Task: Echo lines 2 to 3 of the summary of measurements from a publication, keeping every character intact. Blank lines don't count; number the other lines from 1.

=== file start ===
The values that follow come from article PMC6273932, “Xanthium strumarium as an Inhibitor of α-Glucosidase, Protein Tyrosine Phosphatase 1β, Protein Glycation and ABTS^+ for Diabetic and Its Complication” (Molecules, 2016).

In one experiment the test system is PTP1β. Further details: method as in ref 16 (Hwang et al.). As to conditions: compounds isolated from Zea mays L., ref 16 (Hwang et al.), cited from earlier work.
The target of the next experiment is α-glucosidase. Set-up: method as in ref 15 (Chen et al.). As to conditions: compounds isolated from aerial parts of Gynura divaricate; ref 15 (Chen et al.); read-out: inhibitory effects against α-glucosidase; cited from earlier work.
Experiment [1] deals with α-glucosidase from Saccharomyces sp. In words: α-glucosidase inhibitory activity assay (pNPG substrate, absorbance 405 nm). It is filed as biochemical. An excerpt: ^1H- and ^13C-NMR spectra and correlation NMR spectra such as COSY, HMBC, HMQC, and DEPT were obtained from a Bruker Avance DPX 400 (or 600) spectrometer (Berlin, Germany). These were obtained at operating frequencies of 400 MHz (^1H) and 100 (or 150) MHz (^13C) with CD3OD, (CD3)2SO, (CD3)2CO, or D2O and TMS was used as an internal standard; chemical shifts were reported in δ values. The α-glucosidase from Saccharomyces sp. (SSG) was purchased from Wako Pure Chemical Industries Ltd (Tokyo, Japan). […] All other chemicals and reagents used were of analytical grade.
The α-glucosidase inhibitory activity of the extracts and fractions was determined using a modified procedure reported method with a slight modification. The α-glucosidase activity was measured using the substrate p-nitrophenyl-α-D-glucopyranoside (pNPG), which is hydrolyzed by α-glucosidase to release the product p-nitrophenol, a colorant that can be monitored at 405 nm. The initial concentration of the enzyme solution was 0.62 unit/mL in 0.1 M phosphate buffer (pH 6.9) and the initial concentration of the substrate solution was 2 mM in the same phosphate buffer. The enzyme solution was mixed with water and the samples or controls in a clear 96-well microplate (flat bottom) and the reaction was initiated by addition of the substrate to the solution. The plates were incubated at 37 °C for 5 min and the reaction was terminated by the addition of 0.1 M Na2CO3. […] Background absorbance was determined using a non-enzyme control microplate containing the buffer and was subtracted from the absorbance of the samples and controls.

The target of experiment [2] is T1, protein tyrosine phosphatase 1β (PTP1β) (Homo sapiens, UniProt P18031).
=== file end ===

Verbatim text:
In one experiment the test system is PTP1β. Further details: method as in ref 16 (Hwang et al.). As to conditions: compounds isolated from Zea mays L., ref 16 (Hwang et al.), cited from earlier work.
The target of the next experiment is α-glucosidase. Set-up: method as in ref 15 (Chen et al.). As to conditions: compounds isolated from aerial parts of Gynura divaricate; ref 15 (Chen et al.); read-out: inhibitory effects against α-glucosidase; cited from earlier work.